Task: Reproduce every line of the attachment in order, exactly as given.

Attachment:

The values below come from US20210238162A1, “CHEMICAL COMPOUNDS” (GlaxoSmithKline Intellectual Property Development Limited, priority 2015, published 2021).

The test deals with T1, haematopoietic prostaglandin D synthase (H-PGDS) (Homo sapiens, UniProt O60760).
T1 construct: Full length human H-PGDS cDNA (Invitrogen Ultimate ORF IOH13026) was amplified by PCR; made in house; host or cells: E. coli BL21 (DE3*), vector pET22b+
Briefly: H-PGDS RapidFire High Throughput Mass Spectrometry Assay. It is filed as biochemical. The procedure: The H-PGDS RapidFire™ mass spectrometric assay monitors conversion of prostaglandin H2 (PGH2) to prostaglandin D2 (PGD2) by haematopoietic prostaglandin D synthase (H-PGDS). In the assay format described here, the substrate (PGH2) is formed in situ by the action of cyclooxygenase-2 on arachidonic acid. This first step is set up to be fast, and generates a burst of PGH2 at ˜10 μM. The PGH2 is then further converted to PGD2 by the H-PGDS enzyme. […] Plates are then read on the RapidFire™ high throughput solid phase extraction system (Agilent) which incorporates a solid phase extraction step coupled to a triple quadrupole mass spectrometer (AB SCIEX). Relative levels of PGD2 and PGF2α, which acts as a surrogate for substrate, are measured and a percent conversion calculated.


The values below come from US20210238162A1, “CHEMICAL COMPOUNDS” (GlaxoSmithKline Intellectual Property Development Limited, priority 2015, published 2021).

The test deals with T1, haematopoietic prostaglandin D synthase (H-PGDS) (Homo sapiens, UniProt O60760).
T1 construct: Full length human H-PGDS cDNA (Invitrogen Ultimate ORF IOH13026) was amplified by PCR; made in house; host or cells: E. coli BL21 (DE3*), vector pET22b+
Briefly: H-PGDS RapidFire High Throughput Mass Spectrometry Assay. It is filed as biochemical. The procedure: The H-PGDS RapidFire™ mass spectrometric assay monitors conversion of prostaglandin H2 (PGH2) to prostaglandin D2 (PGD2) by haematopoietic prostaglandin D synthase (H-PGDS). In the assay format described here, the substrate (PGH2) is formed in situ by the action of cyclooxygenase-2 on arachidonic acid. This first step is set up to be fast, and generates a burst of PGH2 at ˜10 μM. The PGH2 is then further converted to PGD2 by the H-PGDS enzyme. […] Plates are then read on the RapidFire™ high throughput solid phase extraction system (Agilent) which incorporates a solid phase extraction step coupled to a triple quadrupole mass spectrometer (AB SCIEX). Relative levels of PGD2 and PGF2α, which acts as a surrogate for substrate, are measured and a percent conversion calculated.